Students react to Movies 8 dollar theater closing

Movies 8 will close its doors to make room for a new development, The Mix at River’s Edge. BYU students said they’re sad to see the theater go. (Abby Hay)

Cinemark Movies 8 — Provo’s dollar theater — is closing its doors, though a specific closure date has not yet been announced. Movies 8 has been in operation for 28 years, according to Cinemark.

The theater is beloved by BYU students, many of whom seemed shocked to hear the news.

“Oh no, I love that place,” said BYU sophomore Maddie Paulsen. “I’ve been there several times, especially before my mission.”

Sophomore Rachel Esplin said she frequently goes to Movies 8.

“That’s so sad,” Esplin said. “I’m bummed that it’s closing. There aren’t as many options for cheaper movie watching now.”

Junior Lucas Pinto goes to The Quarry Indoor Climbing Gym, located in the same shopping center as the theater, and said he didn’t know the theater was closing.

“I mean, I’m not a huge movie watcher anyway, but it seems like they’re not really advertising that they’re closing,” Pinto said.

The Mix at River’s Edge will likely be finished in 2019, according to Sentinel Development CEO Colby Durnin. (

The shopping plaza Movies 8 is currently located in will soon become The Mix at River’s Edge, which was formally announced in March 2016.

The Mix originally included Movies 8, but last fall Cinemark opted not to renew the lease, according to Colby Durnin, CEO of Sentinel Development, a company involved in the development of The Mix.

Students will soon have to resort to seeing movies at other theaters in Provo.

BYU junior Haley Crandall said she’ll take advantage of Cinemark’s $5 Tuesday deal more often.

“There aren’t really other options,” Crandall said.

Many students may forget that the Varsity Theatre in the Wilkinson Student Center is another option for viewing discounted movies.

Crandall said she didn’t even realize the Varsity Theatre showed current movies.

“I didn’t even really know it existed as a movie theater,” Crandall said. “I guess I would consider (watching movies there). I just always forget about it.”

BYU senior Johnny Welker said he also didn’t know the movie options at the Varsity.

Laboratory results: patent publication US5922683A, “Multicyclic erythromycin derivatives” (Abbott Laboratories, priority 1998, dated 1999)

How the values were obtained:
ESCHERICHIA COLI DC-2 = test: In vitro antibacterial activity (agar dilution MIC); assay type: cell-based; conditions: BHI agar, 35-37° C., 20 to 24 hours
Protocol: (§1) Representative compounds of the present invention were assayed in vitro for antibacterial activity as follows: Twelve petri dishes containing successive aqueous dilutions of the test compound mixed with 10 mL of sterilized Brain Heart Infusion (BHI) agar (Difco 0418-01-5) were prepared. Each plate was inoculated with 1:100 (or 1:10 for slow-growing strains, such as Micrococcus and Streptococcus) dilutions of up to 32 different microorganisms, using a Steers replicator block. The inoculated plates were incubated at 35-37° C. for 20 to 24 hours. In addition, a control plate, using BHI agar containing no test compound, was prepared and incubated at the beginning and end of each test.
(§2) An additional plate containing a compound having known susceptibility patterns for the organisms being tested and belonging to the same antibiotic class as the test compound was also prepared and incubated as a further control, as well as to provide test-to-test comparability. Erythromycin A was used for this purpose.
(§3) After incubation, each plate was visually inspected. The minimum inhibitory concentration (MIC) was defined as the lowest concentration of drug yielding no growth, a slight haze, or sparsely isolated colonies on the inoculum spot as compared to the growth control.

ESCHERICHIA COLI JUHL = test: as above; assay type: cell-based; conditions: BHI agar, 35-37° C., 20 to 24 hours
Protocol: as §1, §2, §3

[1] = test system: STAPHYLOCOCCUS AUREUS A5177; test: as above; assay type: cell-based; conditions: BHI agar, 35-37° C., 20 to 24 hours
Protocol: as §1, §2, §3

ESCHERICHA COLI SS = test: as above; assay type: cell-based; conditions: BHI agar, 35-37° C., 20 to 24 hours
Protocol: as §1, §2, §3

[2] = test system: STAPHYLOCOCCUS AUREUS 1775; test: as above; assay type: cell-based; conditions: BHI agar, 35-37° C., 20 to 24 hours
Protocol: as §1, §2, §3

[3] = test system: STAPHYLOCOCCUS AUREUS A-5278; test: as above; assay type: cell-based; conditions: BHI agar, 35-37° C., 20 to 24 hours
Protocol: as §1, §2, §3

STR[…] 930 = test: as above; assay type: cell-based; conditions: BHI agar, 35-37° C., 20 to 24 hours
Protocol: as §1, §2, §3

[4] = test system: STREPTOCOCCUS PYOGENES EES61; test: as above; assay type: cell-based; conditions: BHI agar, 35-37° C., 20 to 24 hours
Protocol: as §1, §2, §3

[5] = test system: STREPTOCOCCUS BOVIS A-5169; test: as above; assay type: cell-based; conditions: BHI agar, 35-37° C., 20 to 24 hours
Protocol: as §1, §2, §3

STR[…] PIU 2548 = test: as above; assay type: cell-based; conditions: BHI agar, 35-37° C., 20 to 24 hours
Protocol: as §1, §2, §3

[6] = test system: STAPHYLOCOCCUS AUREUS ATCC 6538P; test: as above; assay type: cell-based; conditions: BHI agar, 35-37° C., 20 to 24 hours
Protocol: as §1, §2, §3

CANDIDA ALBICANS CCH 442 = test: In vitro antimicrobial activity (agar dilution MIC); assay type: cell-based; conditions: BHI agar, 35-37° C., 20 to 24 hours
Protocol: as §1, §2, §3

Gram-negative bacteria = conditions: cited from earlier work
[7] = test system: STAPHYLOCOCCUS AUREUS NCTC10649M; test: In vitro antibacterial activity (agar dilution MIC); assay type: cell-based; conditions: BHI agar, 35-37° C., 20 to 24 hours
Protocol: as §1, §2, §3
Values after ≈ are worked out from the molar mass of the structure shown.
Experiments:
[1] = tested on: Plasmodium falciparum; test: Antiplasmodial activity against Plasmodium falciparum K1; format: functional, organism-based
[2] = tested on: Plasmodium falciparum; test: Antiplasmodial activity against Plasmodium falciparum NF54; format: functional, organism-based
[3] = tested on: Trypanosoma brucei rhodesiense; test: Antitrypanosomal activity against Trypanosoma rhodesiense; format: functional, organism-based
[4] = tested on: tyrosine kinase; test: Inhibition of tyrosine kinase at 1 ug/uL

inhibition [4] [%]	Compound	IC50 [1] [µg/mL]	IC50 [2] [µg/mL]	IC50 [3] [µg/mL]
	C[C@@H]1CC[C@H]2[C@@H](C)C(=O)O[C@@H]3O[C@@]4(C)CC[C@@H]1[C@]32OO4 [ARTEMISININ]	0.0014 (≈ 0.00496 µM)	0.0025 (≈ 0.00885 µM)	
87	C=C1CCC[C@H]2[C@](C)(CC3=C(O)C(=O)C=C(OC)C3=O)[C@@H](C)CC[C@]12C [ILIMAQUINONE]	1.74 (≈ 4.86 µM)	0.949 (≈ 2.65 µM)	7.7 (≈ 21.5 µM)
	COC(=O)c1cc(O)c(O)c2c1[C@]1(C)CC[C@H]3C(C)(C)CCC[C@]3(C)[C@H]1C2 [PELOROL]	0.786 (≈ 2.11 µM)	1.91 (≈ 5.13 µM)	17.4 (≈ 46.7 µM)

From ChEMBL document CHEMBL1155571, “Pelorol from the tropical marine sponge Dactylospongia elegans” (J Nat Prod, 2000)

“I’ve never even thought of going there to see a movie,” Welker said. “I’ve seen talent shows and stuff like that in (the Varsity Theatre), but that’s it. Now that I know it’s there, I might check it out.”

BYU student Lance Hyatt is the student manager of the Varsity Theatre Dollar Movie program. Hyatt said the theater has served more than 9,000 people this semester, with an average of 300 people per show.

“(That’s) a record number of students,” Hyatt said. “We’ve been excited.”

Tickets at the Varsity Theatre are just $1 for students and non-students alike. The audience is welcome to bring food into the Varsity Theatre.

“We don’t offer concessions,” Hyatt said. “Occasionally, we may have a special movie event where we offer more. For example, this last December we had a holiday throwback movie event where we showed the ‘Polar Express’ and served hot chocolate to anyone who bought a ticket.”

Movies are typically shown on weekends, with two movies per month and one weekend per movie. Movies are usually shown Thursday through Saturday, with two showings each night, as well as an early matinee show on Saturday.

Hyatt said as the Varsity Theatre Dollar Movie program grows, the program managers are trying to bring a greater variety of movies to students. He said they try to bring new movies to students before they are available on DVD.

BYU junior Dylan Pope said he would consider the Wilkinson Student Center’s Varsity Theatre if the seating were better.

“If someone taller than you is sitting in front of you, you can’t see over them,” Pope said. “Plus, you’ve got four options at the Varsity Theatre. It’s pretty limited.”

Sophomore Rachel Smith said she would “maybe” see movies at the Varsity Theatre.

“The dollar theater had more options,” Smith said. “I feel like maybe married students will come to the Varsity Theatre, and single students who have help from their parents will go to more expensive theaters.”

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